The problem is that, despite Flickr being superb in so many ways, pulling a search-based RSS out of it can be a real pain.
Which is why http://www.degraeve.com/flickr-rss/ is so handy. Simply add in your search term, but make sure you select “date-taken-asc” from the drop down menu below to ensure recent pictures come up first. Then, as with all other feeds, add to your Google reader.
As discussed in the post about five alternative search engines to Google, Omgili is a superb search engine which searches messageboards, forums and so on to help you find things people are discussing which might be of interest to you.
Type in you search term, but make sure to set it for “most recent first.” Omgili’s slight flaw is that it only returns entries with two or more comments on it – but in one sense, as least you’re only seeing things which are generating discussion.
The RSS button is on the top right – it doesn’t seem to work on date first, but on relevance. However, hopefully it’s presence in your feed can acts as a prompt to return to the site.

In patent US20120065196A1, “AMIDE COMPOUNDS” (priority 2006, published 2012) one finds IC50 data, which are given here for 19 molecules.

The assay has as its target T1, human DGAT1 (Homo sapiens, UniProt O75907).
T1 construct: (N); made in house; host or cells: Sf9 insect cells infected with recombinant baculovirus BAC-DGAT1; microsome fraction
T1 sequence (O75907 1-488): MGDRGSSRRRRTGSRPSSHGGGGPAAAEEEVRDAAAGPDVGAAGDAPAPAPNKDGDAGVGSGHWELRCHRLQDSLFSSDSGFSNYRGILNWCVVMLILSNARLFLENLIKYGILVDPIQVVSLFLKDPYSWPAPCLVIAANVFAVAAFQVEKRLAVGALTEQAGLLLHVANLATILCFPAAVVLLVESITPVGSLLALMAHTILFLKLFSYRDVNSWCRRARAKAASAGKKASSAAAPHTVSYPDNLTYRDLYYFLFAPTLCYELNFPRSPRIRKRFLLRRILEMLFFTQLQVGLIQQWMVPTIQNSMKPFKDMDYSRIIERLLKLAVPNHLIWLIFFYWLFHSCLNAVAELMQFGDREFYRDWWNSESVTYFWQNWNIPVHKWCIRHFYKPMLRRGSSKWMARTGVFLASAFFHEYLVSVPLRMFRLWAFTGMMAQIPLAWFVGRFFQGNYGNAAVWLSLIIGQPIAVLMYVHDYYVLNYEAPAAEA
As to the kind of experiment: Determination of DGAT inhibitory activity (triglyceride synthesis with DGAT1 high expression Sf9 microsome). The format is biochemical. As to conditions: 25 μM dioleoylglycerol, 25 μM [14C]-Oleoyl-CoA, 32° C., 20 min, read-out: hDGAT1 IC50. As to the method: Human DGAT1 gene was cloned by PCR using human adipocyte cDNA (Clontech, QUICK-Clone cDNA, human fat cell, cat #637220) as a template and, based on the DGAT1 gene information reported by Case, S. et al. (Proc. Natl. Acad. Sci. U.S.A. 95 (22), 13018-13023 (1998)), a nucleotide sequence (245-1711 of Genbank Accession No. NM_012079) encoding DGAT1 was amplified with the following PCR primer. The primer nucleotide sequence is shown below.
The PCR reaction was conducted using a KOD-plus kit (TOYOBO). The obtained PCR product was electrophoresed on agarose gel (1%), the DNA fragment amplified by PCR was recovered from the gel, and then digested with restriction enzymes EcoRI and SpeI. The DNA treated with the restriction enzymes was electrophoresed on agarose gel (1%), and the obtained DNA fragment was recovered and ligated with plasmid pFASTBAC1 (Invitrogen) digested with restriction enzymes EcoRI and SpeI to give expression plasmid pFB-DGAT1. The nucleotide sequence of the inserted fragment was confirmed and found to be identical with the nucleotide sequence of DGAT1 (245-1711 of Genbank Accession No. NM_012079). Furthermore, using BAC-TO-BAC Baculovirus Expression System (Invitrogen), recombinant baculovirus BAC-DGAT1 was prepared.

Icrocket and Twingly are my two favourite blog search engines and Icerocket especially seems to have got a lot of the spam removed recently.
On Icerocket, make sure you search within the blog search and set your results timeline depending on how quickly it will become cluttered. The RSS link is hidden down on the left-hand side.
On Twingly, the RSS link is more obvious on the right hand side.
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I haven’t included Twitter in this list for one basic reason: It could result in your feed becoming too cluttered, and too noisy. However, Twitter Search is probably the best way to pull in RSS results – although the ‘-’ function in search (using the minus sign followed by a word to ensure tweets with that result aren’t pulled into your feed) is probably a very good idea, given the amount of spam on Twitter.
If there are any others I’ve missed (which there will be), please let me know!